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Country Crock 3-lb Margarine Tubs Stick It to Shoppers

There are certain things we take for granted when it comes to product sizes: a carton of eggs will have a dozen eggs; milk comes in quarts, half gallons, and gallons; and margarine and butter are sold by the pound.

Cross off margarine from that list. These two “3 pound” tubs of Country Crock margarine look identical:

Country Crock

However, checking the net weight statement reveals a surprise.


Country Crock nets

The three pound tub is now three ounces short. Mouse Print* asked the company why they downsized the product. They replied:

Unilever Foods takes great pride in offering the highest quality products at reasonable and fair prices, and we apologize for the inconvenience our recent packaging change has caused.

In order to maintain price, we have reduced the size of the container for several reasons:

– Increased costs of raw materials, including ingredients and packaging materials
– Transition to Trans Fat Free products
– Tamper resistant containers

[In a separate letter, the company added:] A redesign of the product line was undertaken which involved packaging changes that had an impact on the net fill weight of the products. Prior to implementation, the changes were thoroughly tested with consumers to ensure optimal consumer satisfaction.

Of course, I am sure consumers applauded the company for removing three ounces from the container and not calling that fact to their attention. This is how some sneaky manufacturers opt to pass on a hidden price increase by just shrinking the product a little, and keeping the price same.

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Dial Soap: The Incredible Shrinking Bar

Once upon a time “bath size” bars of soap were all five ounces. Most have now been downsized to 4.5 ounces.

The latest move, however, is to go even smaller. Dial for Men is a prime example.

*MOUSE PRINT:  The 4.5 ounce bar is now 4.0 ounces — over 10% smaller.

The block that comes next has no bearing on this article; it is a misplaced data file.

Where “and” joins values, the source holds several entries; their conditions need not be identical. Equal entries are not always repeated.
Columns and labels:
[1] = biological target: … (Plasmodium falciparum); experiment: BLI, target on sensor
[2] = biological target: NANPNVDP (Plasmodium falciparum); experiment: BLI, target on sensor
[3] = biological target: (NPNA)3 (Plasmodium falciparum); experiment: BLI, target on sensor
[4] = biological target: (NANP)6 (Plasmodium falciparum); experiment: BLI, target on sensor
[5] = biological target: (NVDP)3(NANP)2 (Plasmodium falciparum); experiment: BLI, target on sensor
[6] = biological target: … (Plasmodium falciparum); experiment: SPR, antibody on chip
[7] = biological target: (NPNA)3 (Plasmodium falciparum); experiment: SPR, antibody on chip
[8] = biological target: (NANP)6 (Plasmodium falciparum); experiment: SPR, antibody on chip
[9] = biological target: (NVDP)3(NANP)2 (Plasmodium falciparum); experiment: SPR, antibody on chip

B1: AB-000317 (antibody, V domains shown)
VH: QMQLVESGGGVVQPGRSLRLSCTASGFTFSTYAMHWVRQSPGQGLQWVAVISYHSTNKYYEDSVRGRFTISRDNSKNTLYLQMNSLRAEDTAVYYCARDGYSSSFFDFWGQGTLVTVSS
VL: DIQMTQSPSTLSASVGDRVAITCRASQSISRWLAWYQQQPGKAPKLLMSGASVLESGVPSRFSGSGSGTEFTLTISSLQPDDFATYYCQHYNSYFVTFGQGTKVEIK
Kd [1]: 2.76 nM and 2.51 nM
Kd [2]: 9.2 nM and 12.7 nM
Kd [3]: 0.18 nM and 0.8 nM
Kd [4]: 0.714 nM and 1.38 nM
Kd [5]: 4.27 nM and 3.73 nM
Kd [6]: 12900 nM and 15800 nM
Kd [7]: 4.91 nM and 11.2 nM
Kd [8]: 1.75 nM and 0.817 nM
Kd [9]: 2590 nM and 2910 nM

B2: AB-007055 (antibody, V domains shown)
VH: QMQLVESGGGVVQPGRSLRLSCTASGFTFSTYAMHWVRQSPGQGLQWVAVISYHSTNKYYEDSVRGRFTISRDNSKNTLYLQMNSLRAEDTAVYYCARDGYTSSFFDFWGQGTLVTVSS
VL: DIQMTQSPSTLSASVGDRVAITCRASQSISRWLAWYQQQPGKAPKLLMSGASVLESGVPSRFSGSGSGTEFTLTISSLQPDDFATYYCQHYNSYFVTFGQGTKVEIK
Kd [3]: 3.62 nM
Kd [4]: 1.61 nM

dial soap small

OLD                                      NEW

So these three packs are 12 ounces instead of the old 13.5 ounces, but still priced the same.[Click picture to view net weight statement.] 

Downsizing is a sneaky way to pass on a price increase because you are getting less for your money but may not catch the change. As is typical for many downsized products, the manufacturer diverts your attention from the net weight statement to something else “new”. In this case, they are calling it a “new grip bar” because ridges have been carved into it.

I suspect it will still slip out of your hand when wet and sudsy, so wouldn’t you rather have that half-ounce back?

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House Paint: Introducing the 116 oz. Gallon*

paint cansWhat could be a more common home improvement purchase than buying a gallon of paint?  You may fuss over the brand, the color, and the luster but you certainly don’t pay attention to the net contents statement on the can. Why should you, after all? A a gallon is a gallon.

An eagle-eyed Mouse Print* reader, however, recently bought a gallon can of Glidden paint and noticed that it was only 124 ounces — four ounces shy of a full gallon.

What’s going on?  Has paint been downsized just the way half gallons of ice cream have?

*MOUSE PRINT: For the past half dozen years or so, according to Glidden, paint cans labeled “base” or “tint base” contain less than one gallon. Why? These are the products to which the colorant of your choice is added when you pick a custom color at the store. If the cans were full to the gallon mark, there would not be enough room to add the color.

Do you actually get a full gallon when the color is added?  According to Glidden, maybe yes, maybe no. It depends on the color you pick. Most bases are white or very light colored, so the darker the custom color you want, the more color they have to add.

paint net weightThere are also “dark bases” that have even less in the can to start with.Sherwin Williams Duration, their most expensive paint, has only 116 ounces in their gallon can. Some Ralph Lauren paints (made by Glidden) have as little as 112 ounces in the gallon can.

Paint that has the color premixed by the manufacturer (rather than paint customized at the store) is still one gallon, and marked as such on the label. Often the packaging of certain whites and base whites is identical except for the word “base” on the label. If you are going to use that white as is, check the label carefully, so you get the full gallon.

The practice of underfilling gallon cans appears to be industry-wide. There is nothing illegal about it (unless you ultimately don’t receive 128 ounces), but as with many products featured in Mouse Print*, the revelation of the facts buried in the fine print can be quite surprising.